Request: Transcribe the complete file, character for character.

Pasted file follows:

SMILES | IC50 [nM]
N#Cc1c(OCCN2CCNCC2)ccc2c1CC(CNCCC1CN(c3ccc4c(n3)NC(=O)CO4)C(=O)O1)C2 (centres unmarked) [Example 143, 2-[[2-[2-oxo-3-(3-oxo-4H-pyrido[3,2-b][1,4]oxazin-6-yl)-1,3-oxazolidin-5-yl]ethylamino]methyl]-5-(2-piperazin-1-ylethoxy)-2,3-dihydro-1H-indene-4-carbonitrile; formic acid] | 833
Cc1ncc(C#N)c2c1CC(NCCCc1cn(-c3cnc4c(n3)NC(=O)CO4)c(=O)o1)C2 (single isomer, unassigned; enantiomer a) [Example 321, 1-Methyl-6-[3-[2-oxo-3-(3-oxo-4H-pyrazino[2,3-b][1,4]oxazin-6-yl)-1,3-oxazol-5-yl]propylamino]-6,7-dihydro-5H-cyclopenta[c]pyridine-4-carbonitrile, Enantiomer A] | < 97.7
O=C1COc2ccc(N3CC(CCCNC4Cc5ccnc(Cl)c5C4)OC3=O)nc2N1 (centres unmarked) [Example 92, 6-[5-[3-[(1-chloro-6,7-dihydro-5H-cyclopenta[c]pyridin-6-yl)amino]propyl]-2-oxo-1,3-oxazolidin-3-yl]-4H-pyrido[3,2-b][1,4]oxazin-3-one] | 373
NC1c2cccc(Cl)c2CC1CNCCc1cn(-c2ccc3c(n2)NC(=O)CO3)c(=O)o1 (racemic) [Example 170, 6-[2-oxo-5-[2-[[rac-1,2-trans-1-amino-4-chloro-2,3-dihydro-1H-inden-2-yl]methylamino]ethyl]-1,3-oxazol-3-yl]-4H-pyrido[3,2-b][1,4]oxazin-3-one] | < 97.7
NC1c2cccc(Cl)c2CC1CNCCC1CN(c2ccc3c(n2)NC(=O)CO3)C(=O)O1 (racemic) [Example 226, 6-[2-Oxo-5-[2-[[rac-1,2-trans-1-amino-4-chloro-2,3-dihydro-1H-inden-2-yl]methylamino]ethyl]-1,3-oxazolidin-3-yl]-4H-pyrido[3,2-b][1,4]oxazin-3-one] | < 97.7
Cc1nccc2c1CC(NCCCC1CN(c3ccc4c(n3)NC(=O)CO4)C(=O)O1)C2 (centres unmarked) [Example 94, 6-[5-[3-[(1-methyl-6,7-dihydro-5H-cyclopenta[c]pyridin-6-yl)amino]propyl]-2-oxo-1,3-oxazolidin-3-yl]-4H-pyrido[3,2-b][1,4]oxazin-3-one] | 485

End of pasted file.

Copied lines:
SMILES | IC50 [nM]
N#Cc1c(OCCN2CCNCC2)ccc2c1CC(CNCCC1CN(c3ccc4c(n3)NC(=O)CO4)C(=O)O1)C2 (centres unmarked) [Example 143, 2-[[2-[2-oxo-3-(3-oxo-4H-pyrido[3,2-b][1,4]oxazin-6-yl)-1,3-oxazolidin-5-yl]ethylamino]methyl]-5-(2-piperazin-1-ylethoxy)-2,3-dihydro-1H-indene-4-carbonitrile; formic acid] | 833
Cc1ncc(C#N)c2c1CC(NCCCc1cn(-c3cnc4c(n3)NC(=O)CO4)c(=O)o1)C2 (single isomer, unassigned; enantiomer a) [Example 321, 1-Methyl-6-[3-[2-oxo-3-(3-oxo-4H-pyrazino[2,3-b][1,4]oxazin-6-yl)-1,3-oxazol-5-yl]propylamino]-6,7-dihydro-5H-cyclopenta[c]pyridine-4-carbonitrile, Enantiomer A] | < 97.7
O=C1COc2ccc(N3CC(CCCNC4Cc5ccnc(Cl)c5C4)OC3=O)nc2N1 (centres unmarked) [Example 92, 6-[5-[3-[(1-chloro-6,7-dihydro-5H-cyclopenta[c]pyridin-6-yl)amino]propyl]-2-oxo-1,3-oxazolidin-3-yl]-4H-pyrido[3,2-b][1,4]oxazin-3-one] | 373
NC1c2cccc(Cl)c2CC1CNCCc1cn(-c2ccc3c(n2)NC(=O)CO3)c(=O)o1 (racemic) [Example 170, 6-[2-oxo-5-[2-[[rac-1,2-trans-1-amino-4-chloro-2,3-dihydro-1H-inden-2-yl]methylamino]ethyl]-1,3-oxazol-3-yl]-4H-pyrido[3,2-b][1,4]oxazin-3-one] | < 97.7
NC1c2cccc(Cl)c2CC1CNCCC1CN(c2ccc3c(n2)NC(=O)CO3)C(=O)O1 (racemic) [Example 226, 6-[2-Oxo-5-[2-[[rac-1,2-trans-1-amino-4-chloro-2,3-dihydro-1H-inden-2-yl]methylamino]ethyl]-1,3-oxazolidin-3-yl]-4H-pyrido[3,2-b][1,4]oxazin-3-one] | < 97.7
Cc1nccc2c1CC(NCCCC1CN(c3ccc4c(n3)NC(=O)CO4)C(=O)O1)C2 (centres unmarked) [Example 94, 6-[5-[3-[(1-methyl-6,7-dihydro-5H-cyclopenta[c]pyridin-6-yl)amino]propyl]-2-oxo-1,3-oxazolidin-3-yl]-4H-pyrido[3,2-b][1,4]oxazin-3-one] | 485